Why Just Look At Art When You Can EXPERIENCE It?

Why Just Look at Art When You Can EXPERIENCE It?


“Springfield Museums is committed to offering fully accessible, hands-on, interactive programming, learning spaces, and exhibits to enhance visitors’ experiences in our galleries!”

—Kay Simpson, CEO and President of the Springfield Museums

Van Gogh for All immerses visitors in the works of the world’s most famous painter. Designed to engage 21st-century audiences in the 19th-century art of Vincent van Gogh (1853-1890), this experientially-rich exhibition uses modern technology and participatory learning to introduce audiences of all ages to Van Gogh’s genius, his personal struggles, and his creative process.

Visitors can literally jump right into Van Gogh’s artwork to discover the unusual perspective of Van Gogh’s bedroom, get behind the shutters of Van Gogh’s yellow house, or become part of one of Van Gogh’s famous landscapes. The exhibit offers multiple photo ops and opportunities to create your own art—with stations for drawing a still life or a portrait. Many of the elements in the exhibition are interactive, offering the visitor the opportunity to manipulate the artist’s work in new ways including through a 12-foot-wide, electronic version of Van Gogh’s Starry Night.

Van Gogh for All offers an entirely new way to appreciate the work of this exceptional artist,” said Maggie North, Acting Curator of Art for the Springfield Museums.

North is curating an exhibit to complement Van Gogh for All. Van Gogh and Japanese Prints will run July 20-October 14th in an adjacent gallery. “Van Gogh was captivated by Europe’s popular fascination with Japanese culture,” North said. He collected and copied Japanese woodblock prints, as well as took artistic inspiration from their vibrant colors and innovative compositions. In an 1888 letter from Van Gogh to his brother Theo, the artist wrote, “all my work is based to some extent on Japanese art.” This focused exhibition will explore the influence of Japanese art on Van Gogh’s oeuvre by comparing reproductions of the artist’s paintings to authentic Japanese prints from the internationally renowned Raymond A. Bidwell Collection at the D’Amour Museum of Fine Arts.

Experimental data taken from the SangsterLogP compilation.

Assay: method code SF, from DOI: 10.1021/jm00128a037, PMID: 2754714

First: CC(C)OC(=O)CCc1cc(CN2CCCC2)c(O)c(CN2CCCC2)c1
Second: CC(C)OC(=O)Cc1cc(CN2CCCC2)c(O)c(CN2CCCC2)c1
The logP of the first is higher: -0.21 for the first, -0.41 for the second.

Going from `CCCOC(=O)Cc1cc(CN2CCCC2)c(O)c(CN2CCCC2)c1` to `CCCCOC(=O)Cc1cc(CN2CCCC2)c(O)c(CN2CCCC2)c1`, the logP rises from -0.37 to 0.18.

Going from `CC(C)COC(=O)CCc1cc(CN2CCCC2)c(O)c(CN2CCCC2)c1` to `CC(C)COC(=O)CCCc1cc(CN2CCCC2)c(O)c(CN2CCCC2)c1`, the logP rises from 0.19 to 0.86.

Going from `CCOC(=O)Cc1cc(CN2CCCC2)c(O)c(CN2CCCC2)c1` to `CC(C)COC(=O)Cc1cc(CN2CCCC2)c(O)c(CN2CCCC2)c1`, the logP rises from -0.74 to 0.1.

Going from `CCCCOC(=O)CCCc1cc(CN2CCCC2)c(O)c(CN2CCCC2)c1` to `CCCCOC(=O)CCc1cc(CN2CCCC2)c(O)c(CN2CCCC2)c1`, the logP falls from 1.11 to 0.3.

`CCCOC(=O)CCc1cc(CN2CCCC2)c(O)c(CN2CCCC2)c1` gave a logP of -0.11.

“Juxtaposing the two exhibits will give an in-depth appreciation of Van Gogh’s work,” said Heather Haskell, Vice-President of the Museums and Director of the Art Museums. “This is a not-to-be missed special opportunity for our visitors to walk into and experience a Van Gogh painting up-close and also to learn about the artist’s appreciation for Japanese art by viewing some of the Museum’s rarely exhibited celebrated and beautiful Japanese prints.”

Van Gogh for All fits well into the strategic plan for the Springfield Museums, said Kay Simpson, CEO and President of the five-museum complex. “Springfield Museums is committed to offering fully accessible, hands-on, interactive programming, learning spaces, and exhibits to enhance visitors’ experiences in our galleries!” Taking note of the hugely popular interactive and fully accessible Amazing World of Dr. Seuss Museum, said Simpson, we want to continue to attract a wide audience—those who are seeking entertainment as well as those seeking education and art appreciation, she said. “We are absolutely thrilled to be the east coast premier location for Van Gogh for All, especially because this exhibit is dedicated to making art accessible for people of all ages and backgrounds.”

Van Gogh for All and Van Gogh and Japanese Prints will be on display at the D’Amour Museums of Fine Arts from July 20, 2019–October 14, 2019.  

Additional Programming to Complement Van Gogh for All

Saturday, July 20 – Opening day, drop-in activities with the Family Engagement Coordinator Jenny Powers. The Art Discovery Center will also feature Van Gogh inspired projects all summer.